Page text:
Inclusion of physical exercises, movement therapies, yoga, or other body-based practices in the therapeutic process can augment individuals’ healing and recovery from trauma.

Top Somatic Exercises for Trauma Recovery

Somatic exercises are activities that involve both the body and the mind to assist individuals in their recovery from trauma. Examples of somatic exercises include yoga, body scanning, and progressive muscle relaxation. Practicing these exercises can help individuals release stored tension and alleviate trauma-related symptoms, leading to a more balanced and grounded state.

Incorporating a variety of somatic exercises into their healing journey enables individuals to harness the power of the mind-body connection, thereby fostering resilience, emotional regulation, and overall well-being. In the following sections, we’ll provide an overview of different somatic exercises, including grounding techniques, breath work exercises, and movement-based practices, that can support trauma recovery.

Grounding Techniques

Grounding techniques are essential tools in somatic therapy that help individuals remain present and connected to their physical environment during trauma recovery. These techniques can include:

  • Placing hands in water
  • Touching objects
  • Deep breathing
  • Redirecting attention away from negative thoughts or worries.

By practicing grounding techniques, individuals can better manage flashbacks, anxiety, and other symptoms related to trauma, fostering a sense of safety and stability.

Breathwork Exercises

Breathwork exercises, such as pursed lip breathing, diaphragmatic breathing, and breath focus technique, can promote relaxation, self-regulation, and stress relief. Engaging in breathwork helps individuals become more aware of their breathing patterns and develop greater control over their physiological responses to stress.

Regular practice of these exercises, as supported by a randomized controlled outcome study, can contribute to reduced trauma-related symptoms and improved overall well-being.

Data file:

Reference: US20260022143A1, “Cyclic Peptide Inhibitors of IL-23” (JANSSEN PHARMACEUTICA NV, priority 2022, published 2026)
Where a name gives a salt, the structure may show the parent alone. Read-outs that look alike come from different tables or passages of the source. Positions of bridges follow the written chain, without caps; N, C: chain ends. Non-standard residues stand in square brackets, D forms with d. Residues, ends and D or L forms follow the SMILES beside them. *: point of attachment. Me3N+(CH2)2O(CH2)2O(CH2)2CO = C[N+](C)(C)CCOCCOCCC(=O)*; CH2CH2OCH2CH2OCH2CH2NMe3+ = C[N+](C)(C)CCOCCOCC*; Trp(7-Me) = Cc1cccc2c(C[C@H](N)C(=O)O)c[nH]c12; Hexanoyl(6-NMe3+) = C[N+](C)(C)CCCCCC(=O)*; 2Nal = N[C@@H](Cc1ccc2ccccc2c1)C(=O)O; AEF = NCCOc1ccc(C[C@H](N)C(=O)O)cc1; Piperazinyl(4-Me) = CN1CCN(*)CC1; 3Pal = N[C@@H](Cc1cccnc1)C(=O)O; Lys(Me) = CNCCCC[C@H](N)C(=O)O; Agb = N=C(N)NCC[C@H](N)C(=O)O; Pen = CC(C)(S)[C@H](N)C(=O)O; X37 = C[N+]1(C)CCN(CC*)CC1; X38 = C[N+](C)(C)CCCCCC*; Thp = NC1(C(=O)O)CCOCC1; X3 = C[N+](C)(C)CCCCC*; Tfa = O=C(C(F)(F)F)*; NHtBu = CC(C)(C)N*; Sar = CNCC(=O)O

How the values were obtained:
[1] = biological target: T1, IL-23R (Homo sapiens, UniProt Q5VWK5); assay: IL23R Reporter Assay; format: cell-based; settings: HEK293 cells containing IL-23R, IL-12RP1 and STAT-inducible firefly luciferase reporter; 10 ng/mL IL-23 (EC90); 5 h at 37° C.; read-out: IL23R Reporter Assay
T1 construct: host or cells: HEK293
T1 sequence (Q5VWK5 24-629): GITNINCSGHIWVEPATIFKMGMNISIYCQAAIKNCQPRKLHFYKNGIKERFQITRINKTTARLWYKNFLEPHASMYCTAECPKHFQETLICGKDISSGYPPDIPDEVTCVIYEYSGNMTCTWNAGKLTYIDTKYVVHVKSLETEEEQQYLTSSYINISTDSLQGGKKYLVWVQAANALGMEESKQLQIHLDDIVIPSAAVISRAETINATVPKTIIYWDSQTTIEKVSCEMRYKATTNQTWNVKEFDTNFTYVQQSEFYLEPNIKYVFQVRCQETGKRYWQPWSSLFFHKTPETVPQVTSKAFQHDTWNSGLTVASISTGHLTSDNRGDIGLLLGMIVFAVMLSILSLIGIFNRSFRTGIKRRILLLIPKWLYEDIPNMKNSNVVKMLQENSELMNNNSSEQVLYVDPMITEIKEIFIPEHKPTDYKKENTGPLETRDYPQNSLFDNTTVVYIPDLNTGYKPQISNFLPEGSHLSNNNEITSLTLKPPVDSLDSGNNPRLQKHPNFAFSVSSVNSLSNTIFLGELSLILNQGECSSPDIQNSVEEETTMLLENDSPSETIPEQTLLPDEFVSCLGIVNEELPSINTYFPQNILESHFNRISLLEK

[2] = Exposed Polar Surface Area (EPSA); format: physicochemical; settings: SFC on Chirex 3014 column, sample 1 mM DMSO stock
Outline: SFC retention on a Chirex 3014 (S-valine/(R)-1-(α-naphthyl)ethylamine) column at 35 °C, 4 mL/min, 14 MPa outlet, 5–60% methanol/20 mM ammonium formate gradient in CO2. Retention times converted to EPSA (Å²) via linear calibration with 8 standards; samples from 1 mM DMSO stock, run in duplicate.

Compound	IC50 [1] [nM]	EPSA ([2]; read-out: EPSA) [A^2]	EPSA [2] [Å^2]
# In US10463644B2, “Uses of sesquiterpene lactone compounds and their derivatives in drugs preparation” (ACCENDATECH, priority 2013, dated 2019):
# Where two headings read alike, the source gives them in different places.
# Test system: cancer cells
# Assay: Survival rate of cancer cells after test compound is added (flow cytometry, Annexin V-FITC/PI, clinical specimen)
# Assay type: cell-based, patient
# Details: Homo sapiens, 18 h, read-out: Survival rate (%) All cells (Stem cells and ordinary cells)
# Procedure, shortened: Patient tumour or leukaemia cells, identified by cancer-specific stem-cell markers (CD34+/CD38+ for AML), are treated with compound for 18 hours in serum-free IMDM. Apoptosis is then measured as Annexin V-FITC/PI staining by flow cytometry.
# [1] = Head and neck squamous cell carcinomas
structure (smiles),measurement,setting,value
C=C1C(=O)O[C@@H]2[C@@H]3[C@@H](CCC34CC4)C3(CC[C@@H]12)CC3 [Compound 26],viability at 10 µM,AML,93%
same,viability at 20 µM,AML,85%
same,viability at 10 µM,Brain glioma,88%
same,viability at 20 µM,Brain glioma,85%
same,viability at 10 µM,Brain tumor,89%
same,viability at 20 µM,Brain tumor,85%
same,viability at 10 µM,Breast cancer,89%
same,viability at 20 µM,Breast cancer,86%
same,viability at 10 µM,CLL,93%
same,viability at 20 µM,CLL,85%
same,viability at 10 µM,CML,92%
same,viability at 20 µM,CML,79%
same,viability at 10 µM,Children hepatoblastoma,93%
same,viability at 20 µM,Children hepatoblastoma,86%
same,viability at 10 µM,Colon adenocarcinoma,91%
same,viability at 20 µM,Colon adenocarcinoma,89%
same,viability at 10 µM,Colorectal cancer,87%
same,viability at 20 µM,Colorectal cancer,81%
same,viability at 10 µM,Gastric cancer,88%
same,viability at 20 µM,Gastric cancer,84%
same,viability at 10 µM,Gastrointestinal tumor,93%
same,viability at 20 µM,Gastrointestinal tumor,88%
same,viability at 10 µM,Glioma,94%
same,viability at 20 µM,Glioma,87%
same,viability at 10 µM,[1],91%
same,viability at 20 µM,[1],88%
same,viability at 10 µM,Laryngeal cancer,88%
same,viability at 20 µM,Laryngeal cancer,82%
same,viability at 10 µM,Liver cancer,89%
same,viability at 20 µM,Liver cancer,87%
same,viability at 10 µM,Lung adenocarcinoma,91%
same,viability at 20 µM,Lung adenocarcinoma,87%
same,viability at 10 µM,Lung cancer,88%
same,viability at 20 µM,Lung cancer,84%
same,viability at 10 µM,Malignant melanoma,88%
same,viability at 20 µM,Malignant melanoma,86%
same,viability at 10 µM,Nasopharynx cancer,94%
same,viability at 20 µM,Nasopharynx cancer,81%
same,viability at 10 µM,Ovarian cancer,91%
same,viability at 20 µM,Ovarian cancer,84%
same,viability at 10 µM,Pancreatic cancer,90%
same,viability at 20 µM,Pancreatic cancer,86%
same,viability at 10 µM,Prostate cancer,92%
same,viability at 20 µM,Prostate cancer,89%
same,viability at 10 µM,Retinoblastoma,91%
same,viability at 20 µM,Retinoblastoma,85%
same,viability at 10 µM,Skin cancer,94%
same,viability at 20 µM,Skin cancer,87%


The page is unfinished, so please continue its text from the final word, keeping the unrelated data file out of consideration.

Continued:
Movement-Based Practices

Movement-based practices, such as somatic dancing, yoga, and other body movement techniques, provide an expressive outlet that supports emotional release and physical wellbeing. These practices encourage individuals to enter a state of receptivity, allowing for spontaneous movement and greater connection with their body.

By incorporating movement-based practices into their healing journey, individuals can strengthen the mind-body connection and foster resilience in the face of trauma.

Finding the Right Somatic Therapist

Selecting an appropriate somatic therapist is pivotal to a successful healing journey. A qualified therapist should have:

  • Appropriate certifications and training in somatic therapy
  • Experience working with trauma survivors
  • A thorough understanding of somatic therapy principles and techniques
  • Familiarity with related fields such as psychology or counseling

When searching for a somatic therapist, it’s important to evaluate their qualifications, experience, and approach to therapy. You may also utilize online resources, such as:

  • The American Psychological Association’s Psychologist Locator
  • The National Association of Social Workers’ Find a Social Worker
  • The American Association for Marriage and Family Therapy’s Find a Therapist

to locate a suitable therapist.